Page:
Being a revolutionary means seeking to improve the welfare of society as a whole, to seek improved conditions and relations amongst ourselves while keeping our eye on the goal: social liberation. We shouldn’t fight for livable wages just to have livable wages. We should want livable wages because it is part of a far-reaching goal to have a truly liberated society. The same holds true for various other reforms or programmatic steps. We may want monetary policies to be adjusted to clamp down on capital flight or price controls so that livable wages are not offset by an increase cost of living; we may want to redefine property ownership of productive assets; we may want to institute progressive or more fair taxations; we may want to greatly increase the inheritance tax; we may want to reform campaign finance so that corporate interests don’t dominate; we may want to make health care and higher education free to all; we may want to strengthen labor unions or reform them internally to be more democratic; we may want to provide affordable housing for all; we may want to create participatory budgeting councils so that local communities can have more control over their local economy (we may want to expand that to nationally).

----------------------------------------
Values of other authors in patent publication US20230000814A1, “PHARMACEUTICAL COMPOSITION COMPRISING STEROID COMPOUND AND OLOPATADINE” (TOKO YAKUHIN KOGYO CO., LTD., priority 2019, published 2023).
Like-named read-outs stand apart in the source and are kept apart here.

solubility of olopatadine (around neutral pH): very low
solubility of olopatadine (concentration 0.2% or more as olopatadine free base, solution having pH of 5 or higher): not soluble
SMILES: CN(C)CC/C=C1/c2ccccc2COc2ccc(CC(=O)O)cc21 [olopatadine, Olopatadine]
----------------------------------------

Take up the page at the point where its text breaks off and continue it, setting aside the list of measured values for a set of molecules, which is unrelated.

We may want all of these things, and more, to lead to something more transformational, more revolutionary: a participatory society where we have a meaningful say over our lives and take into consideration the impact our decisions have on others (i.e. self-management and solidarity). But we cannot get there unless we build our support base, and we cannot build our support base unless we can be creative in ways to be more inclusive.

If an anarchist on stilts juggling shoes to throw at Bush can reach my mother than surely we can find ways to make revolution and social liberation look as American as apple pie.